Wrt cruiser option, you can start by doing some numbers to show the attractiveness of the option (see class slides). The payback amount of bikes is quite small around 8500 bikes out of a market of 400 000 bikes. In addition, you can note that Ducati has technical advantages that would confer a competitive advantage technically in the cruiser segment. The real danger to point out is that by entering the cruiser segment, Ducati might blur its position in its core market. Ducati may alienate its core customers because it may have to tweak some of its activities to accommodate the cruiser e.g. in distribution, in special events etc. This leaves you with option 1. Q4. You may want to recommend that Ducati adopts the strategy option of staying within their niche of the sports segment but globalise it more fully and at the same time increase its presence in the complementary apparel business and target more women etc. A key argument for this strategy option is that it is broadly consistent with its original position and is unlikely to create any incompatibilities with respect to its image and reputation, activities and resources.
As porter (1996) argues, such a strategy option deepens Ducati’s positioning by improving the degree of fit and accentuating the trade-offs visa a vis competitors – a key factor in further sustaining its strategy position. This strategy option solves the key weakness of Ducati of high fixed costs by providing economies of scale opportunities but risks attracting the wrath of the established companies such as Honda. However, the assumption is that Ducati has now done enough in terms of trade-offs and positioning to get some protection from the bigger companies. You can add a couple of lines in Q3 or 4 to substantiate arguments with references from the case. I expect your write-up to include proper referencing as usual. Here I am just pointing out the many areas of argument as I would have expected from you. Some of these issues are also in the slides.
1) How did Ducati become the second most profitable motorcycle maker in the world despite its small scale? What is the fundamental economic logic of Minoli’s turnaround. The operational effectiveness was the key factor to gain the second most profitable motorcyclae maker. Platform based approach to production caused more effecincy with economic of scale Standardizing of products using two crank cases and three cylinder heads creates efficiency gains in manufacturing. Play the strategy of outsourcing about 87% of production activities related to spare parts while maintaining core competencies activates like R&D, design, quality control, and key trade market component machining in house resulted in flexibility in new part productions Establishing a quality control system focused on improving reliability and overall quality. The fundamental economic logic of Minoli’s turnaround was as follow Identified the capabilities and core competencies to start the turnaround. Refresh and recapture Ducati brand and expand the customer base which used to be limited to the expert rider. Improve the production process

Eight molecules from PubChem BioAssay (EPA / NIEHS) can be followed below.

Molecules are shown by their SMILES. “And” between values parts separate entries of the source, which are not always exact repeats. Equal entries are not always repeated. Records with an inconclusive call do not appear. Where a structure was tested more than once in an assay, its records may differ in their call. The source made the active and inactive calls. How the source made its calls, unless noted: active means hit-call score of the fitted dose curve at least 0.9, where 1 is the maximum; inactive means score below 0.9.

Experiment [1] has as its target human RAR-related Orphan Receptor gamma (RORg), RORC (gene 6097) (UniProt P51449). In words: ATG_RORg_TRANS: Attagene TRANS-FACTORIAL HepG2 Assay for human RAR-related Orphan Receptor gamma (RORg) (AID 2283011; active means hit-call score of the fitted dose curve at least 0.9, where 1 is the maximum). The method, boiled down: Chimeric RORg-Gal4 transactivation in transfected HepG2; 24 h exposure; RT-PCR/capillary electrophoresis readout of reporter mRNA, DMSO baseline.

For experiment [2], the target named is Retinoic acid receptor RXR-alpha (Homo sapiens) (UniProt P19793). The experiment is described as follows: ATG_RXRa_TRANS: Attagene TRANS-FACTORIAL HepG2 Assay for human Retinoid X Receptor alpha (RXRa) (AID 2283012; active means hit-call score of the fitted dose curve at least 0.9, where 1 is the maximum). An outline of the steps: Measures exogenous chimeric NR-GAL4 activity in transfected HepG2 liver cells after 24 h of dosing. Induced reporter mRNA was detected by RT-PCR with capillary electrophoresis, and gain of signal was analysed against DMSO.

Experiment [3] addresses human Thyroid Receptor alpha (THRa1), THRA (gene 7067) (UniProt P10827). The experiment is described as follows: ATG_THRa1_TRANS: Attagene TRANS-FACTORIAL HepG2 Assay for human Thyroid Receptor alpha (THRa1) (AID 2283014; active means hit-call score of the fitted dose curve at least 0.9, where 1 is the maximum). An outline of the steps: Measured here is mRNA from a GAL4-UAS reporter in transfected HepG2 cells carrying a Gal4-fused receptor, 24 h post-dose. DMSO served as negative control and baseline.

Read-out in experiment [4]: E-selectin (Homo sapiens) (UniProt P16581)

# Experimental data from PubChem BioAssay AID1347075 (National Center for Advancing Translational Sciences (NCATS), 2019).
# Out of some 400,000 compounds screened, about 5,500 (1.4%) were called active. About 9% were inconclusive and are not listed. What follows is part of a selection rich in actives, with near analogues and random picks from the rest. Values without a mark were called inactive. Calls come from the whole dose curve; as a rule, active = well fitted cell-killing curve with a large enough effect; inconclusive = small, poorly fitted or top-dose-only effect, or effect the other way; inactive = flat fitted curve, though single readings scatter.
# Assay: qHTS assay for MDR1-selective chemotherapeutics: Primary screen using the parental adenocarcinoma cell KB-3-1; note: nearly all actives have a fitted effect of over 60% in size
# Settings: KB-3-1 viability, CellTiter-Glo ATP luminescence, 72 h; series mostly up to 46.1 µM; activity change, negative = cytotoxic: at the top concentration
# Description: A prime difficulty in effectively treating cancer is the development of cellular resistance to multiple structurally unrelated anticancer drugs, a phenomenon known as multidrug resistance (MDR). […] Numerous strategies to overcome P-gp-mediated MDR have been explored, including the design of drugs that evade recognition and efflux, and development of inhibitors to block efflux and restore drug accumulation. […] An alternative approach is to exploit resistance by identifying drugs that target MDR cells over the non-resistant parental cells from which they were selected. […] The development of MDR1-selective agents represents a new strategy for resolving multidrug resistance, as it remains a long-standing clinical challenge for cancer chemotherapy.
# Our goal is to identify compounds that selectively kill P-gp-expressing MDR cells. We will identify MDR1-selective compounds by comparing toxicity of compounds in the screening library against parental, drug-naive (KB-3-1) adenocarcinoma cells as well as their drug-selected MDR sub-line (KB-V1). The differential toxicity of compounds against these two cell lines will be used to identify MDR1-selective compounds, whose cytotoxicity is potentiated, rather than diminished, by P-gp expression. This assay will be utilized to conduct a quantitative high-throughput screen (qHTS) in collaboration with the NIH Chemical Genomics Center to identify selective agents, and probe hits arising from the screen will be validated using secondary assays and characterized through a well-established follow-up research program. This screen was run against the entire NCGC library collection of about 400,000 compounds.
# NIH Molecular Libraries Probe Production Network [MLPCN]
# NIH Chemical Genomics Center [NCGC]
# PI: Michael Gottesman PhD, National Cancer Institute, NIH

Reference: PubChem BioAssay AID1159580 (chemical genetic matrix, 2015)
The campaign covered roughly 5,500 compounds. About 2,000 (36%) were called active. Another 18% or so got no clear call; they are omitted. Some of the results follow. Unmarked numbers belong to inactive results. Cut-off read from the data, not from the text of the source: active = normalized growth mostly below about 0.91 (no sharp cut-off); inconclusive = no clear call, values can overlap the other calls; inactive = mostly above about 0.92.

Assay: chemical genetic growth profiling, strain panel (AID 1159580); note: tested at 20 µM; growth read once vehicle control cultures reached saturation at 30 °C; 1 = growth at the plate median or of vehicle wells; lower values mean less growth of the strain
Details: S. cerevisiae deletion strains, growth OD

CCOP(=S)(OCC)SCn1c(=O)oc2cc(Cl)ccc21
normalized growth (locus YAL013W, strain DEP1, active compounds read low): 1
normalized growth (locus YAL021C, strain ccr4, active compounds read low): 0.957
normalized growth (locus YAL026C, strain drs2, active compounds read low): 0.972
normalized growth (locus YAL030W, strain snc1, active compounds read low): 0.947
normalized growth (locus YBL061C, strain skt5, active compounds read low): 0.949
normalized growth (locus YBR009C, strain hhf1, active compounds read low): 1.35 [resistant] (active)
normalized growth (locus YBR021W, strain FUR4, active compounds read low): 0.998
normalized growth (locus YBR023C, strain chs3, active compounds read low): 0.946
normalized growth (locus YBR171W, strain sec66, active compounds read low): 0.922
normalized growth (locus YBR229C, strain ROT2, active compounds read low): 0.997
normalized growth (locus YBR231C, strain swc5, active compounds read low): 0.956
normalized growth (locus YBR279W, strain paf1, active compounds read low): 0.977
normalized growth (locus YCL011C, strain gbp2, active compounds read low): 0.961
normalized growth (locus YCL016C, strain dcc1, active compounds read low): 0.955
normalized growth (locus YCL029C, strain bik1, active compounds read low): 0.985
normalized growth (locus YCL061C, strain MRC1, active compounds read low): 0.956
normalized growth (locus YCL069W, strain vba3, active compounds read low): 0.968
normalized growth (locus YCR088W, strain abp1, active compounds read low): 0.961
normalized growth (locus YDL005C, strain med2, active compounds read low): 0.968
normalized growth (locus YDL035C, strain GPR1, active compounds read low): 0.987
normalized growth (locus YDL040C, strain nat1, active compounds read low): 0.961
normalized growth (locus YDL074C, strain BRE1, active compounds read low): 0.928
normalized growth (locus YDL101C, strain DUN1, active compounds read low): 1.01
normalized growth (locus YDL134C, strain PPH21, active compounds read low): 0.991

Improve motorcycle design.
2) Can Ducati sustain its position in the sport segment? Can Honda and the other Japanese manufacturers stop its growth in this segment? Yes, Ducati can sustain its position in the sport segment of motorcycle if the management keep the current trend for theses reasons Ducati has a good position in the sport-bike segment with valve control system which provides the unique sound. Good reputation due to the performance in the international racing circuits. Keeping good performance will help to sustain and increase the demand for the company’s products The sustainable improve of the distribution strategy to maximize retail sales and increase the company awareness of the its retail customers need. In the sport motorcycle industry; Ducati manufacturing sophisticated motorcycle and there no big gap between Ducati products and the Japanese products. Thus there are such way the Japanese motorcycle manufacturing can takeover Ducati and stop its growth. 3) What strategic alternatives are available to Minoli in 2001? Focused Market Nich strategy
Continue to excel in advance engendering and overall technical excellence based on the good result of decade of consistent design and technical innovation such as the Desmodromic valve control system, the L-twin engine. Continue renovate existing model, launch new models, and eliminate models that reached end of their lifecycle. 4) Which alternative would you recommend? Why?
I recommend a combination of maintain and protect Ducati market Nich and continue to excel in advance engineering. They need to maintain the target market Nich because high performance motorcycle is what has been recognized by customer. At the same time they need to excel in advance engineering to stay presence in the sport motorcycle.
A worldwide motorcycle icon that had been in business since 1926 was on the verge on bankruptcy in late 1996 before it was purchased by the Texas Pacific Group. Frederico Minoli was widely known as being a turnaround experience expert, and he already had previous experience with a Texas Pacific Group partner named Abel Halpern. Minoli’s reputation and Halpern’s previous involvement with Minoli made it a seemingly easy decision to bring Minoli on as the CEO of Ducati. Minoli started at Ducati with two precise goals: he wanted to attain double digit growth and he wanted to rival Harley Davidson’s profit level of around 20%. When Minoli took over as CEO of Ducati, there was a clear absence of a strategic plan as well as non-existent functional divisions within the company. This lead to what Minoli termed “a structured chaos” and was not a foundation for a successful company. Despite these conditions, Minoli found that Ducati had good products, top-notch engineers in both the retail and racing divisions, and very large potential. Before talking about Minoli’s strategy for the Ducati turnaround, I think it is appropriate to perform an industry analysis on the motorcycle industry using the Porter five forces model.